The chart that explains why nobody wants to fly Air India

No fly zone.
No fly zone.
Image: Reuters/Regis Duvignau
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Operational efficiency is hardly the forte of state-owned airline Air India.

A glance at its performance shows that the government’s plan to sell its stake in the carrier may just be what the airline needs.

Take on-time performance, for instance. This parameter measures the timeliness of the departure and arrival of Indian flights. Not surprisingly, Air India falls woefully short. Among all airlines, Air India had the worst on-time performance in 28 of the 44 months from June 2014 to January 2017, according to India’s directorate general of civil aviation.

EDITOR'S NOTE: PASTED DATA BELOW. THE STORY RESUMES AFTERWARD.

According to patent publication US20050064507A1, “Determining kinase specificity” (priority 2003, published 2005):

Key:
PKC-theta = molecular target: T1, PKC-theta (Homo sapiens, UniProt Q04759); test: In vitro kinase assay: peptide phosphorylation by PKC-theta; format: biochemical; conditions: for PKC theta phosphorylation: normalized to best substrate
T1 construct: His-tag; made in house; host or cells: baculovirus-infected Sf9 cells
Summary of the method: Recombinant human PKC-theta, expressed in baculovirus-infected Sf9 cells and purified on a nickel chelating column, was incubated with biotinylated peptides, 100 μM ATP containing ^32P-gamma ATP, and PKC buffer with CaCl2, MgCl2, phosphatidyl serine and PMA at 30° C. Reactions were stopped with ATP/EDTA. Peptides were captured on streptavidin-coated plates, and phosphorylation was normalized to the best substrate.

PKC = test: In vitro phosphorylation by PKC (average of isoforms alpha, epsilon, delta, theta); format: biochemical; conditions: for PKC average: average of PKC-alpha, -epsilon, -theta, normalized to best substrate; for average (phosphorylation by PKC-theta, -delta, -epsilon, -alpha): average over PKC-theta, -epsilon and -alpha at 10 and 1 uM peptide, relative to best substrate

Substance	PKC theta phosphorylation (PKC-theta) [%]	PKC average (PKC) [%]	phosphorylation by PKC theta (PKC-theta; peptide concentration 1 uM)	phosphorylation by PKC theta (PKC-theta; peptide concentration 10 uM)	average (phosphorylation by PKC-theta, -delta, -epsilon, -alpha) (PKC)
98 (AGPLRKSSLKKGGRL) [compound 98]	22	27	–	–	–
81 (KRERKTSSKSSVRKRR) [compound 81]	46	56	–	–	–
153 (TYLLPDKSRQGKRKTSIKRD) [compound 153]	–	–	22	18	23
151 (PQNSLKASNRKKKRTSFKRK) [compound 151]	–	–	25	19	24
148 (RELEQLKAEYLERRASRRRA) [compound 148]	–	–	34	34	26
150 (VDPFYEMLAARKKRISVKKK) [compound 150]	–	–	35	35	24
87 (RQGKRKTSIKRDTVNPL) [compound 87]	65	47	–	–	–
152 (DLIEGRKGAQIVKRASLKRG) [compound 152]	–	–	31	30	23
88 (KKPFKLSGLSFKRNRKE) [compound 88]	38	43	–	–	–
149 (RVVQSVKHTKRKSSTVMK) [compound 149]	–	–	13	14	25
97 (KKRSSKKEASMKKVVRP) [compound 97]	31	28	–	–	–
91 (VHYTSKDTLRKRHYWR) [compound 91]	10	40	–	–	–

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The average on-time performance of the best-performing airlines, IndiGo and Vistara, was 83.4%, while Air India’s stood at 71.9%.

Air India’s average performance is also the worst compared to five other major Indian airlines like GoAir, SpiceJet, and Jet Airways. Perhaps, in IndiGo or the Tatas, two of the companies keen on buying Air India, lies its hope of redemption.